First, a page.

Reflections on the Season of Caps and Gowns

June 1, 2004 | CUNY Matters Columns

Each year at this time my mind turns to the upcoming Commencements across our campuses, and what Commence-ment really means to us at CUNY–collectively and to our more than 32,800 students poised to graduate this year. It is a time filled with hope and promise, marked by a sense of accomplishment and personal pride. It is the long-anticipated outcome of years of hard work, balancing jobs, families, and community obligations with classes and assignments, while overcoming difficult obstacles to forge a path to personal success or a better life.

As I reflect on what a defining moment this is in the lives of our students, I pause over the word “commencement” itself. So often we think of Commencement as an ending, a culmination of achievement after two, four or more years in school. But Webster’s defines commencement thus: not only finishing a course of academic study, but also “to have or make a beginning.” Graduation in turn is defined not only as receiving an academic degree but also as passing “from one stage of experience, proficiency, or prestige to a usually higher one.”

Naturally, then, Commencement at CUNY carries with it not only excitement but also trepidation. What will become of our graduates? What “new beginning” are they embarking upon? For insight, I turn to previous graduating classes and their experiences.

According to one survey of past graduates, 80 percent of associate’s degree recipients and more than 90 percent of bachelor’s degree recipients from CUNY were employed within a year and a half of graduating. Of those employed graduates, 90 percent of associate’s degree holders and 80 percent of bachelor’s degree holders are working right here in New York City. Further, CUNY degree holders working in New York City are likely to be working in the area they were trained in–for example, nearly 72 percent of bachelor’s degree holders work in jobs they specifically trained for at CUNY. Even in today’s economy, half our four-year grads are earning $35,000 or more a year and a half after graduation.

And what are those students doing? We know that through initiatives like the CUNY Big Apple Job Fair alone, our graduates find jobs at companies like MetLife, Bear Stearns, Memorial Sloan-Kettering, and UPS. And looking at two majors as examples bodes well for future grads. In the student survey, 80 percent of students in the health sciences–both associate’s and bachelor’s degree recipients–found a job in their field. The numbers are even higher for earners of a bachelor’s degree in education, over 90 percent. (This leads to particularly satisfying projections for education majors when we consider that this year CUNY education students achieved the highest pass rates ever on their state license exams.)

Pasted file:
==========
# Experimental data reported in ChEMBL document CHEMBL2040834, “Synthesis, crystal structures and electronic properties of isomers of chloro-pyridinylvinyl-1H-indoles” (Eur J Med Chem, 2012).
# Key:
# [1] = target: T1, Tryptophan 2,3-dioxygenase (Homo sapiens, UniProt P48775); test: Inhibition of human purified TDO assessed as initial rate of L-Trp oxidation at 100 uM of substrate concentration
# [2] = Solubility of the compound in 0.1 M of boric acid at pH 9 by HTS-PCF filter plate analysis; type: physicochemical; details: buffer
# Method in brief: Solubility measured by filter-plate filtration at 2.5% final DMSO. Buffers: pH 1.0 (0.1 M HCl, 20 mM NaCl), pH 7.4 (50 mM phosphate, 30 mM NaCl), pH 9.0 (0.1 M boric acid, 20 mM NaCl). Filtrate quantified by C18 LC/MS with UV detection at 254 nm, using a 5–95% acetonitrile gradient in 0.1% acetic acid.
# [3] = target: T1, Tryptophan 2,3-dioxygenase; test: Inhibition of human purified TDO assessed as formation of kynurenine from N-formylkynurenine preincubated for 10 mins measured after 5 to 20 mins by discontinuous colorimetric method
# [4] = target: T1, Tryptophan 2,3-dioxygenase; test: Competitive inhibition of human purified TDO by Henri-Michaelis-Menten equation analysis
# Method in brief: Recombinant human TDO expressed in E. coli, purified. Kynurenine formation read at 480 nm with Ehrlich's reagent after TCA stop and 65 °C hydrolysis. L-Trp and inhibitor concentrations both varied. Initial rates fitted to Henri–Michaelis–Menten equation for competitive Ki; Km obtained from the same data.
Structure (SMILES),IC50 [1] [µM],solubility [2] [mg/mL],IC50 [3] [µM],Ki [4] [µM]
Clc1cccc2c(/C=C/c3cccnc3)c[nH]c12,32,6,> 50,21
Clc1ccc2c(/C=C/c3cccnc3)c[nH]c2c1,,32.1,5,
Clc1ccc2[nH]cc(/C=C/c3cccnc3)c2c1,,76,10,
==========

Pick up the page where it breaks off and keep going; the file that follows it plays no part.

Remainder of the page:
Of course, not all students immediately pursue employment. Many who commence will continue their education, whether by transferring from a two-year to a four-year program or by going to graduate school. In fact, 50 percent of associate’s degree recipients and 27 percent of bachelor’s degree recipients go on to further education within six months of earning their degrees. The University sends four-year graduates not only to its own excellent Graduate Center but to other fine schools; this year we have students going to Harvard, Columbia University, and the University of Michigan, just to name a few.

As our dedicated faculty know, CUNY has more than its share of truly astounding students. Considering that most of them reach the dais on Commencement Day in the face of great odds–immigration complications, language barriers, financial difficulties, long hours at day and/or night jobs, parental responsibilities–it is nearly impossible to choose from the many stories we have to tell. I could fill pages with inspiring stories of fabulous grads, and I encourage you to watch for the Summer issue of CUNY Matters, with its annual feature on some of the most remarkable members of the Class of 2004. All their stories point not only to how hard they have worked but what promise they hold.

In keeping with that promise, I will refer to the Greek philosopher Plato to point us in the right direction for thinking about Commencement. In The Republic, he wrote, “The direction in which education starts a man, will determine his future life.” I take this to mean that education sets a person on a path of future learning, opening doors for them–literally and imaginatively. I believe that is doubly true of the men and women graduating from CUNY, who have truly “made their beginning” and determined their future.

Twenty years from now, many CUNY grads won’t necessarily find themselves in the place they imagined on this Commencement Day. But they will find themselves in a good place nonetheless, with the skills, talent, and imagination it takes to press even further forward. In the lifelong pursuit that is education, I wish all of our upcoming graduates the best of luck on a fantastic new start.